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In Search of a Test-Tube Hamburger

4 minute read
D.J. Siegelbaum

On Monday, the clamorous animal rights group PETA announced it would award $1 million to the first person to come up with a way to make commercially viable in vitro meat by 2012. The fake meat would have to be indistinguishable from the real deal, according to competition rules, and it would have to be cheap enough to succeed in the marketplace.

In theory, this seems like an excellent idea, with the potential to ease the burden on the environment from meat production, reduce greenhouse gas emissions and improve human health. In practice, however, the chances of anyone actually winning the prize seem slim. “No one has yet produced [in vitro meat]. No one has succeeded in coming close,” says Dr. Stig Omholt, director of Norway’s Centre for Integrative Genetics and chair of the In Vitro Meat Consortium, which held its first symposium this month. Still, Omholt says, “it seems possible to develop this technology.”

Scientists first began working with in vitro proteins, grown from animal cells in Petri dishes and bioreactors, about a decade ago. The technology was originally conceived as a means to make food for astronauts to take on long space missions; in 2000, the first edible in vitro muscle protein was created from a goldfish by the NSR/Touro Applied BioScience Research Consortium. Soon after, scientists realized the broader applicability of the technology and began developing it to feed the rest of us earthbound folk.

Here’s how the process works: scientists biopsy stem or satellite muscle cells from a livestock animal, such as a chicken, cow or pig. The cells are then placed in a nutrient-rich medium where they divide and multiply, and are then attached to a scaffolding structure and put in a bioreactor to grow. In order to achieve the texture of natural muscle, the cells must be physically stretched and flexed, or exercised, regularly. After several weeks, voila, you have a thin layer of muscle tissue that can be harvested and processed into ground beef, chicken or pork, depending on the origin of the cells. But don’t expect to see big, juicy in vitro steaks anytime soon; the technology has not yet been able to synthesize blood vessels or grow large, three-dimensional pieces of meat.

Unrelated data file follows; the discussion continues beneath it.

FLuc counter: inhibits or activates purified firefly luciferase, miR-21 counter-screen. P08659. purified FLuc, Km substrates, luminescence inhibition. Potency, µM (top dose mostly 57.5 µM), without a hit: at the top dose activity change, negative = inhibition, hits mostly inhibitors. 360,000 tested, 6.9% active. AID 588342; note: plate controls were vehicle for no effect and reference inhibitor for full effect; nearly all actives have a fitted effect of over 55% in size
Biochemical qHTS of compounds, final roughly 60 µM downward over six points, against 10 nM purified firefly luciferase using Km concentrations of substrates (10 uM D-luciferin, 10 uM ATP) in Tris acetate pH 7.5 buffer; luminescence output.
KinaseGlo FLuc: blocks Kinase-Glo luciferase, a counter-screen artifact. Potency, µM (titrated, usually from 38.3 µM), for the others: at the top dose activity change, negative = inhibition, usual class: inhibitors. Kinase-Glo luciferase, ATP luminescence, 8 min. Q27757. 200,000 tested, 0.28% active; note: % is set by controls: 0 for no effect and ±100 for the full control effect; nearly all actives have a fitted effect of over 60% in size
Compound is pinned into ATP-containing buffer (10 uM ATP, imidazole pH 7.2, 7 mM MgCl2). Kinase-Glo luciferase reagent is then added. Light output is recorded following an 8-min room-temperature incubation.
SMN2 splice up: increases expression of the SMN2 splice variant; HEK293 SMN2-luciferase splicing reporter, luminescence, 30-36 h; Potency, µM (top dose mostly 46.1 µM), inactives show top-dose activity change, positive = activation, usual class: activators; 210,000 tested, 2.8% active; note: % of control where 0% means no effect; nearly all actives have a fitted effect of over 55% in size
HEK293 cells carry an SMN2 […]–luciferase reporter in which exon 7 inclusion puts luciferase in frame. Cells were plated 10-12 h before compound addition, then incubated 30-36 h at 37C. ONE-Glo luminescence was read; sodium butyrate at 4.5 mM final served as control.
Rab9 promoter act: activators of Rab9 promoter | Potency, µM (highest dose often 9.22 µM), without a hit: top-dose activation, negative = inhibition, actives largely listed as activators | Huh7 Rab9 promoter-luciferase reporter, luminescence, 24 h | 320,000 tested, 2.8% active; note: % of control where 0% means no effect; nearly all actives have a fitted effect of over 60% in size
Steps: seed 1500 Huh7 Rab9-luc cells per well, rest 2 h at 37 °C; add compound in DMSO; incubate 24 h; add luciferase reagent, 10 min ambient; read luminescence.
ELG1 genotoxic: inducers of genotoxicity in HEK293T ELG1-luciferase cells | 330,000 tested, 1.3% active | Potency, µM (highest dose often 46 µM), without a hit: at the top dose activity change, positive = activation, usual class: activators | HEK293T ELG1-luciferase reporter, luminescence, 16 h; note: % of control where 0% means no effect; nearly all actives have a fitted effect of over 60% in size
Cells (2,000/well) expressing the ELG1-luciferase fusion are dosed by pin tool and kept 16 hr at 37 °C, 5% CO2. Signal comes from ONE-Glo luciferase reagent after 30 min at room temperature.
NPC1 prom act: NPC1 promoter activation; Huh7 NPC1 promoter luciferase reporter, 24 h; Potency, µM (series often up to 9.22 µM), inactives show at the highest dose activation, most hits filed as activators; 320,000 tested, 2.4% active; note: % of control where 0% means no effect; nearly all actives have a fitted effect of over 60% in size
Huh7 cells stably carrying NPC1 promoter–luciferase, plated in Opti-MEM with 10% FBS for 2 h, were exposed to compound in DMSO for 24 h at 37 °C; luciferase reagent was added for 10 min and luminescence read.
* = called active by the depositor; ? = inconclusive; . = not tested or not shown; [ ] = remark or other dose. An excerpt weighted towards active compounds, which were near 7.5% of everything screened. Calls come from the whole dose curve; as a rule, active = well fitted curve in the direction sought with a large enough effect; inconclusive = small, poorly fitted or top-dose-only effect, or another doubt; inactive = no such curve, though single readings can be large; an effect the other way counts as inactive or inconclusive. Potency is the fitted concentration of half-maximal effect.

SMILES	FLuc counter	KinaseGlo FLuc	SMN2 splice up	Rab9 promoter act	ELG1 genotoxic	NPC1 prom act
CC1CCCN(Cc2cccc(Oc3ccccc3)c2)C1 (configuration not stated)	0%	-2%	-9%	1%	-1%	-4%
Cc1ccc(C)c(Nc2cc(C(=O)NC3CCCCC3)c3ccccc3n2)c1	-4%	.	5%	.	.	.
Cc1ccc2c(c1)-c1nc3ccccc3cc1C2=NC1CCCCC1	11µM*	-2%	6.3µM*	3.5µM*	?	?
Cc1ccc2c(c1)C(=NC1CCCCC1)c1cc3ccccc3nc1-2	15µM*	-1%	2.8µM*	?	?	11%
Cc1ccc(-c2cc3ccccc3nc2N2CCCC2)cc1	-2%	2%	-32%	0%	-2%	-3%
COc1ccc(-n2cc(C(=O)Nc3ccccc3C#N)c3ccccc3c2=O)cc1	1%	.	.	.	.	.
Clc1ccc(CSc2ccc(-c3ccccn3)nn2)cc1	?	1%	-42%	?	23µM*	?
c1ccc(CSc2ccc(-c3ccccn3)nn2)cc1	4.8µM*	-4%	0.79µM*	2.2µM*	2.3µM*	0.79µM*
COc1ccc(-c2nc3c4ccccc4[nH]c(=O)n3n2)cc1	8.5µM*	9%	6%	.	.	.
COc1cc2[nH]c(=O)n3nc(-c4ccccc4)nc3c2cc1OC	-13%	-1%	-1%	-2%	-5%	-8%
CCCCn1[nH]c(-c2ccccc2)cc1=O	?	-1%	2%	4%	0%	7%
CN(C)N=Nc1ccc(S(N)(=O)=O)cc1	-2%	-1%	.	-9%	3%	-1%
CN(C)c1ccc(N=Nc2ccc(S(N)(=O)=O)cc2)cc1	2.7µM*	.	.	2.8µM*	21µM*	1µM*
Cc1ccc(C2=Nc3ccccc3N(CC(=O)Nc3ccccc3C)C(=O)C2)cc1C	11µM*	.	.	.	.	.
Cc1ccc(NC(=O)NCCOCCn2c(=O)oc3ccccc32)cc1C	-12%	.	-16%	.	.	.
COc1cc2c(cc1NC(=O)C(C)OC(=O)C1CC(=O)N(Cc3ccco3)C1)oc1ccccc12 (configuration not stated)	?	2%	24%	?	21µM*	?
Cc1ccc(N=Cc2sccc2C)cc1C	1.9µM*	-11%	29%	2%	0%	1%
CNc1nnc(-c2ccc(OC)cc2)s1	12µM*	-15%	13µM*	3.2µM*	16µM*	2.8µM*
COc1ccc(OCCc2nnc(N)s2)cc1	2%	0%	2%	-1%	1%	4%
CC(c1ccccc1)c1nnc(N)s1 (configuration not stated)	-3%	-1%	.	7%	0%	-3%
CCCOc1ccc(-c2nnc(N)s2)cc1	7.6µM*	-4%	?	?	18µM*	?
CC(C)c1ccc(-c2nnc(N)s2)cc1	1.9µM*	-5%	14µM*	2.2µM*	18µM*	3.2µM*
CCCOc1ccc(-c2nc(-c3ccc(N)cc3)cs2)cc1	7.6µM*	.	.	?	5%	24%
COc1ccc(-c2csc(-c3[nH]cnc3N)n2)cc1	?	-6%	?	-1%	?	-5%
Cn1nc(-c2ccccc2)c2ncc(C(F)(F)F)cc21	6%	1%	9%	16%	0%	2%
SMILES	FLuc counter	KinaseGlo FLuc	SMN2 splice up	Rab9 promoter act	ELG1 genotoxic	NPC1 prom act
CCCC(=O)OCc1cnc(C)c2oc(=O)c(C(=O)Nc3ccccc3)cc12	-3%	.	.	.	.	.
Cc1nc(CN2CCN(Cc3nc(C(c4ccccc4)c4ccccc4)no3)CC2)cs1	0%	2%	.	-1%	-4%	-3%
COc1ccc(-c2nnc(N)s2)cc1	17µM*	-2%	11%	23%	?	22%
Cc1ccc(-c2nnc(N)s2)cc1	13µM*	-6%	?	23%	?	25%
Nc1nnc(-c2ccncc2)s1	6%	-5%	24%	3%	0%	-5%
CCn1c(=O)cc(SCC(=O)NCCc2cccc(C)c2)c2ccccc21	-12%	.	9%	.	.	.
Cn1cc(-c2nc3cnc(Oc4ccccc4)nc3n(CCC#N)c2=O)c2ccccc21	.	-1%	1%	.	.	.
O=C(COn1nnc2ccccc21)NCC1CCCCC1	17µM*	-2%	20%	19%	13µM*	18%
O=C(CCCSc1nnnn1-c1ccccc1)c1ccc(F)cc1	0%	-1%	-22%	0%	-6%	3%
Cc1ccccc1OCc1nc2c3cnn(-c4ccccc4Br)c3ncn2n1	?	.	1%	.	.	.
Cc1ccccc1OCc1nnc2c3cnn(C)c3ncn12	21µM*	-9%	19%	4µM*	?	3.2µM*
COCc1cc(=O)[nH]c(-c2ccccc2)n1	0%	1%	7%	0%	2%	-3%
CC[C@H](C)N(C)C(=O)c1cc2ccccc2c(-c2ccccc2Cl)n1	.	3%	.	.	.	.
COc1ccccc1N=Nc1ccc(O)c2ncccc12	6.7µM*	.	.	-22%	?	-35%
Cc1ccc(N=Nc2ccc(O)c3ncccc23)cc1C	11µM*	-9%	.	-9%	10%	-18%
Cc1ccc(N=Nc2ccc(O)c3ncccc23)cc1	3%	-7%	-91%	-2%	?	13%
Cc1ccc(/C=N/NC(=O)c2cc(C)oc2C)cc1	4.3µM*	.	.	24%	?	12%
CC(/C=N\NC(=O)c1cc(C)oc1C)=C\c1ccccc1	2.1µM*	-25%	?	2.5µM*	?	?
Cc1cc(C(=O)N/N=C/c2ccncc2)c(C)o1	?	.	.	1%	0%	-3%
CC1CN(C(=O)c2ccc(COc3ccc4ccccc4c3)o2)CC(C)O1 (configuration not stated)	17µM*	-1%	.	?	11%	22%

Though it sounds a lot like Frankenfood, scientists note that in vitro tissue engineering is not the same as genetic engineering, a common misconception. “We use natural cells from natural animals,” says Dr. Vladimir Mironov, a tissue engineer and assistant professor at the Medical University of South Carolina. “We don’t change Mother Nature, we just try to imitate it.” But there’s always room for improvement — scientists can design meat, for example, that is high in healthy fats, such as omega 3s and 6s. Creating the meat in a lab also decreases its exposure to bacteria and disease, which have riddled the livestock industry, injuring consumers and causing extensive meat recalls.

The technology to produce in vitro meat is almost in place, says Mironov, but “there are bottlenecks” in the process — namely scale and cost. Given the current technology, it would cost $1 million to turn out a 250g piece of beef. The problem boils down to producing a cell-culture medium in large enough quantities at a low enough price (it’s the same problem facing tissue engineers who are attempting to grow artificial organs for human transplant). So, two weeks ago, an international group of experts assembled in Norway for the first In Vitro Meat Consortium symposium to talk about how to scale up the technology and sustain it long-term. The group concluded that it will be possible to produce in vitro meat in large quantities in the future, but not without funding to continue research. Scientists estimate that in vitro chicken could be produced for about double the current cost of regular livestock chicken, a price that would fall as the process becomes more efficient. “The consensus was that this is doable,” says Omholt.

Doable, yes, but not by 2012. It will take at least five to 10 years of research, followed by an extensive approval process, to ensure that any in vitro meat produced is fit for human consumption. Though PETA’s competition may not produce a winner soon, the hope among scientists is that it will create interest and funding. As for selling fake meat to the public, that’s another matter. But then, in an era of artificial hearts and over-the-counter genetic tests, perhaps even meat from a test tube has a future.

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